By Joshua Kim
Long after the MOOC providers pivot to whatever sustainable business model will come next, we will be enjoying the benefits of the infrastructure that was built to support this particular bubble.
This infrastructure is not like that of previous bubbles. It is not fiber (bandwidth) and it is not newly cheap servers, open source databases, and flexible programming languages.
This will not be a physical or technological infrastructure, as was built in the dot-com bubble (think YouTube, MySQL, cheap cloud storage etc.).
The infrastructure left behind from the MOOC bubble will be cognitive.
It will be a set of ideas and conclusions about the potential to improve teaching and learning with technology.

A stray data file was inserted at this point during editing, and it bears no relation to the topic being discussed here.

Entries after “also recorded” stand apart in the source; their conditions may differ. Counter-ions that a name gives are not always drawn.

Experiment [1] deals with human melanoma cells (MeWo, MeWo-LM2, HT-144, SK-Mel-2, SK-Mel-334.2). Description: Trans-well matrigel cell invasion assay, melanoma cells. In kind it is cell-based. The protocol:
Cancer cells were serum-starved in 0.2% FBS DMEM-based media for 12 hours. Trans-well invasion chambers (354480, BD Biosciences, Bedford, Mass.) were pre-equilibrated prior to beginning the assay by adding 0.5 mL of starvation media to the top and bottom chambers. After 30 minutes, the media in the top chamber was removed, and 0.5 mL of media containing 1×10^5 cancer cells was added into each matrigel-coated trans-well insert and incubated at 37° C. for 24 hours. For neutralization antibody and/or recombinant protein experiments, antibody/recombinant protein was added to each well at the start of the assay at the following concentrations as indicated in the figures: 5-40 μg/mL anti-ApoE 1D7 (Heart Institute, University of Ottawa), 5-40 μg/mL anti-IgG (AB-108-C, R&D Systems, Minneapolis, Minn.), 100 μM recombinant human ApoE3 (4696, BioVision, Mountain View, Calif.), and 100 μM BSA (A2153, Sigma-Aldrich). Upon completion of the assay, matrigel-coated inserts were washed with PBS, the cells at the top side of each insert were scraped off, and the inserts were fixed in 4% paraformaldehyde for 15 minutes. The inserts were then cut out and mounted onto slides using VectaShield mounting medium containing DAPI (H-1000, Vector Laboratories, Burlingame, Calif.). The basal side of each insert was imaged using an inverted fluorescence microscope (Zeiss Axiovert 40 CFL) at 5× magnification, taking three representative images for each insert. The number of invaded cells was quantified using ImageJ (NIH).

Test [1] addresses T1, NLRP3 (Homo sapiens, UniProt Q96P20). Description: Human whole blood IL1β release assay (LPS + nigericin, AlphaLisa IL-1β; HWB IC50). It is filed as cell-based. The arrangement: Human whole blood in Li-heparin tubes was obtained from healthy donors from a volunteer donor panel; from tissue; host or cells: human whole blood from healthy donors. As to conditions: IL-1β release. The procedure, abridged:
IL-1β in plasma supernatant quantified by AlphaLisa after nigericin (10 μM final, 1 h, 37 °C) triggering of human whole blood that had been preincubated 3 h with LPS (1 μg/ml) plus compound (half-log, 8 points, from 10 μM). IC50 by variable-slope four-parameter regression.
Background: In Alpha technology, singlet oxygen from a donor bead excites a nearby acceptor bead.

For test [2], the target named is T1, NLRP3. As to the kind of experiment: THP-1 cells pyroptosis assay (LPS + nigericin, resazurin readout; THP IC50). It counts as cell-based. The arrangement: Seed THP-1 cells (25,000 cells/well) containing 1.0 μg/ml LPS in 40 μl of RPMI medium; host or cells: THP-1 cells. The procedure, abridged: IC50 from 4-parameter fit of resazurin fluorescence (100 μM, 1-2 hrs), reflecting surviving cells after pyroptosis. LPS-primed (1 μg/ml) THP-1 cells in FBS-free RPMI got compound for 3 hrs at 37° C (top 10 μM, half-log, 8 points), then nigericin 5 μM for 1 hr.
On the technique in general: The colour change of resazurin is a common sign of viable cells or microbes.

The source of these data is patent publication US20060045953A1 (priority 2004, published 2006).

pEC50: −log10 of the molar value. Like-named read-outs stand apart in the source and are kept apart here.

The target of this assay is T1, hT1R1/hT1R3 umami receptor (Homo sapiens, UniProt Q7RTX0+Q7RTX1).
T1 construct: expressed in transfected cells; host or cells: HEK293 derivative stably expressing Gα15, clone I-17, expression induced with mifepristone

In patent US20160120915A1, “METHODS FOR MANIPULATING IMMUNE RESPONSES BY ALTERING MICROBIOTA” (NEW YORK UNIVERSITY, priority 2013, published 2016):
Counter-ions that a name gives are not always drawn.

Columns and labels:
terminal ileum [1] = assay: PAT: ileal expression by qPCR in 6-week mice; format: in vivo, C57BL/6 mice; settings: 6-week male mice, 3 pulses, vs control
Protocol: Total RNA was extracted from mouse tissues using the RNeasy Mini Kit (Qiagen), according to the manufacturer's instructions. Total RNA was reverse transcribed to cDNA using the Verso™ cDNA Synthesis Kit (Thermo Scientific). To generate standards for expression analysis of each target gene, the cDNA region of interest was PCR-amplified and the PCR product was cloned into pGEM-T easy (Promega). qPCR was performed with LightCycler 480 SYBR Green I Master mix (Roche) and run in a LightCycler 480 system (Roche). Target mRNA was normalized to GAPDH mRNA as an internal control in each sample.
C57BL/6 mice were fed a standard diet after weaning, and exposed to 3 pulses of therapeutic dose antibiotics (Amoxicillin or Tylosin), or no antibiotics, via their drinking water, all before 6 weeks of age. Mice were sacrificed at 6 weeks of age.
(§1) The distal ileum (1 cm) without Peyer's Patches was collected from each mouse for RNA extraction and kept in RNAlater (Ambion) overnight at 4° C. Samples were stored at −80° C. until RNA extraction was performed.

It will be a change in how we think about teaching and learning.
The legacy of the MOOC bubble will be the widespread acceptance that passive learning is now a commodity, no more valuable than long distance phone minutes.
The large lecture course, an institution that has endured for decades if not centuries almost completely untouched (unless you count PowerPoint – which many see as a step backwards), will forever be altered.
The days of students sitting passively in their seats, copying down notes from the instructor and than parroting back answers in multiple choice exams, are numbered and will not return.
[ Full article available at Inside Higher Ed: http://www.insidehighered.com/blogs/technology-and-learning/cognitive-infrastructure-built-mooc-bubble ]